For the measurement of integrated intensities (of Bragg peaks for example), the normalization in (4.4.3.3) is required in order to obtain the Lorentz factor. The latter has been calculated for an arbitrary scan of a threeaxis spectrometer (Pynn, 1975) and the results may be modified for a diffractometer as described in the preceding paragraph.
The use of neutron diffraction for crystalstructure determinations requires a knowledge of the scattering lengths and the corresponding scattering and absorption cross sections of the elements and, in some cases, of individual isotopes. This information is needed to calculate unitcell structure factors and to correct for effects such as absorption, selfshielding, extinction, thermal diffuse scattering, and detector efficiency (Bacon, 1975; Sears, 1989). Table 4.4.4.1 lists the best values of the neutron scattering lengths and cross sections that are available at the time of writing (January 1995). We begin by summarizing the basic relationships between the scattering lengths and cross sections of the elements and their isotopes that have been used in the compilation of this table. More background information can be found in, for example, the book by Sears (1989).

The scattering of a neutron by a single bound nucleus is described within the Born approximation by the Fermi pseudopotential, in which r is the position of the neutron relative to the nucleus, m the neutron's mass, and b the bound scattering length. The neutron has spin s and the nucleus spin I so that, if , the Fermi pseudopotential and, hence, the bound scattering length will be spin dependent. Since s = 1/2, the most general rotationally invariant expression for b is in which the coefficients and are called the bound coherent and incoherent scattering lengths. If I = 0, then b_{i} = 0 by convention.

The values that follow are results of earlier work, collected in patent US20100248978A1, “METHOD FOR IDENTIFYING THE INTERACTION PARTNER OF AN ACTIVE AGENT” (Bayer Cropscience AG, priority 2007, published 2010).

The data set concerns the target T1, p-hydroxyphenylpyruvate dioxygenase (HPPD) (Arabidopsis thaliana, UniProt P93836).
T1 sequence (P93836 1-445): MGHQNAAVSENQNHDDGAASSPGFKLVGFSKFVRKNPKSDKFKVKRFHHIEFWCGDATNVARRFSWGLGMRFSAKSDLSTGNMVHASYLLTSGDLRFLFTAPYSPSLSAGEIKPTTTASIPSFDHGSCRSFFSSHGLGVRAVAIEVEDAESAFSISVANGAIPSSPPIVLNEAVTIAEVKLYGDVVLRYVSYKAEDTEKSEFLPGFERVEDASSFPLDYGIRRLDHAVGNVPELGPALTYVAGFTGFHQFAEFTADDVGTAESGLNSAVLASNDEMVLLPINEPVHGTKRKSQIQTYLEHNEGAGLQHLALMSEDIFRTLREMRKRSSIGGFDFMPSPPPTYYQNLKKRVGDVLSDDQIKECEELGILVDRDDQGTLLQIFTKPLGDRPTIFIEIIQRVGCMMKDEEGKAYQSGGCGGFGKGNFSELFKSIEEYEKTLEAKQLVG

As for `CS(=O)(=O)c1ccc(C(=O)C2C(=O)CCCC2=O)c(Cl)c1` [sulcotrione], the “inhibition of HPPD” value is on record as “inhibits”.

When a thermal neutron collides with a nucleus, it may be either scattered or absorbed. By absorption, we mean reactions such as , (n, p), or (n, α), in which there is no neutron in the final state. The effect of absorption can be included by allowing the bound scattering length to be complex, The total bound scattering cross section is then given by in which denotes a statistical average over the neutron and nuclear spins and the absorption cross section is given by where k = 2π/λ is the wavevector of the incident neutron and λ is the wavelength.
If the neutron and/or the nucleus is unpolarized, then the total bound scattering cross section is of the form in which and are called the bound coherent and incoherent scattering cross sections and are given by Also, so that the absorption cross section is given by The absorption cross section is therefore uniquely determined by the imaginary part of the bound coherent scattering length. It is only when the neutron and the nucleus are both polarized that the imaginary part of the bound incoherent scattering length contributes to the value of .
For most nuclides, the scattering lengths and, hence, the scattering cross sections are constant in the thermalneutron region, and the absorption cross sections are inversely proportional to k. Since k is proportional to the neutron velocity v, the absorption is said to obey a 1/v law. By convention, absorption cross sections are tabulated for a velocity v = 2200 m s^{−1}, which corresponds to a wavevector k = 3.494 Å^{−1}, a wavelength λ = 1.798 Å, or an energy E = 25.30 meV.
The only major deviations from the 1/v law are for a few heavy nuclides (specifically, ^{113}Cd, ^{149}Sm, ^{151}Eu, ^{155}Gd, ^{157}Gd, ^{176}Lu, and ^{180}Ta), which have an (n, γ) resonance at thermalneutron energies. For these nuclides (which are indicated by the symbol * in Table 4.4.4.1), the scattering lengths and cross sections are strongly energy dependent. The scattering lengths of the resonant rareearth nuclides have been tabulated as a function of energy by Lynn & Seeger (1990).